Heathrow has signed a new deal on airport charges worth hundreds of millions of pounds with airlines operating at the airport.
Following detailed negotiations over the past several months, Heathrow and major airlines operating at the airport have agreed terms which the airport hopes will deliver passenger benefits in releasing funds to drive investment and growth.
The CAA has supported the negotiation of the commercial arrangement and is expected to launch a public consultation on the solution in the coming weeks.
Under the terms of the agreement, Heathrow will establish a new growth incentive that will encourage airlines to increase passenger numbers at the airport ahead of expansion.
Airlines at Heathrow currently operate with average load factors below the IATA global average.
If airlines at Heathrow reached global averages for filling aircraft there is an opportunity to reduce passenger charges by ten-20 per cent against what they might otherwise be, in addition to helping Heathrow meet the government’s affordability target for expansion.
With more passengers on each existing flight, Heathrow would be able to spread the development costs of expansion across a larger passenger base – helping to keep airport charges close to 2016 levels in real terms throughout the expansion project.
Heathrow chief executive, John Holland-Kaye, said: “Over the past several months we’ve been working hard with our airline partners to agree a deal on airport charges to 2021.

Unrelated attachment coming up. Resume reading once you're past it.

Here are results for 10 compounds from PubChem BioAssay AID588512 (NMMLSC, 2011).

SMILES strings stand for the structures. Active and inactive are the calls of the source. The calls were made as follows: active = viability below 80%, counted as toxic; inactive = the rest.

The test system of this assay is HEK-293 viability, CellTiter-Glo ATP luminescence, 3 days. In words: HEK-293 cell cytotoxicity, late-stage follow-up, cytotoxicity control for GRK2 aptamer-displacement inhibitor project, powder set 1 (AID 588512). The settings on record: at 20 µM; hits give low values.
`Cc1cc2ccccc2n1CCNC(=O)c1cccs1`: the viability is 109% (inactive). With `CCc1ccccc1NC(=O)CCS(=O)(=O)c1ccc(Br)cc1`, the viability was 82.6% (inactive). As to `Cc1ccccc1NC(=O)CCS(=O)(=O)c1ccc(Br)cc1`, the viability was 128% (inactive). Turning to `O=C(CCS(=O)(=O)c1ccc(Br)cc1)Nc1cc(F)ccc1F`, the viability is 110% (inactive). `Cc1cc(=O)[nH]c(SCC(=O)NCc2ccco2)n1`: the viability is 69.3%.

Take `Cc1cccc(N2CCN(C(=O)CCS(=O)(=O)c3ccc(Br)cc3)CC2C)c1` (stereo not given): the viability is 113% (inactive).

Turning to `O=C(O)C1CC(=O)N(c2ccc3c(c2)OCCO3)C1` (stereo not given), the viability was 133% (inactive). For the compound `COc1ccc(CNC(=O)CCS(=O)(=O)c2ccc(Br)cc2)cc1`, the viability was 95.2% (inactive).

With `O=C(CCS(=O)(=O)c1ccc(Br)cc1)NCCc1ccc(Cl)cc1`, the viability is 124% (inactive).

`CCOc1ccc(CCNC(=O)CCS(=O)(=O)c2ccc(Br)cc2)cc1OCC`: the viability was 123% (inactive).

“We are delighted that the result is the first-ever commercial agreement at Heathrow which will unlock hundreds of millions of pounds of potential investment for our passengers.
“We’ve shown that we can achieve more by working together and we will continue working to build on this momentum as we expand.”
If the CAA gives final approval to the commercial arrangement, the current regulatory settlement would be extended until December 2021 – removing the need to negotiate an interim iH7 regulatory settlement.
This would allow all parties – from the regulator to airlines and the airport – to focus their resources on agreeing the regulatory settlement that will be in place during the main expansion works from 2022 (subject to the airport being successful in its development consent order application).
However, IAG – owners of British Airways and Iberia, among other airlines – questioned the deal.
A statement argued: “The CAA was unable to broker this deal, raising serious questions about its ability to control Heathrow’s expansion costs.
“Between 2014-17, Heathrow pocketed £434 million of additional customer charges because passenger numbers exceeded the forecasts on which charges were based.
“The CAA wanted any extra customer charges between 2020-21 to be repaid over the next 20 years.
“Airlines couldn’t stomach this proposal as the airport had been overpaid for years with no redress.
“They cut the CAA out of the loop and agreed a five year repayment period directly with the airport.”
The commercial agreement is not intended to provide an alternative framework for future regulatory settlements, which will continue to be determined by the CAA, Heathrow said.
It is based on commercial rebates supplementing existing regulation, securing the protections that regulation currently provides to investors and representing an additional offer to airlines reflecting Heathrow’s continued commitment to growing the airport and delivering for passengers.
The CAA has been authorised by the government to check Heathrow’s spending and agree on the new passenger charges.
The government had earlier said that Heathrow should keep charges ‘close to today’s level’.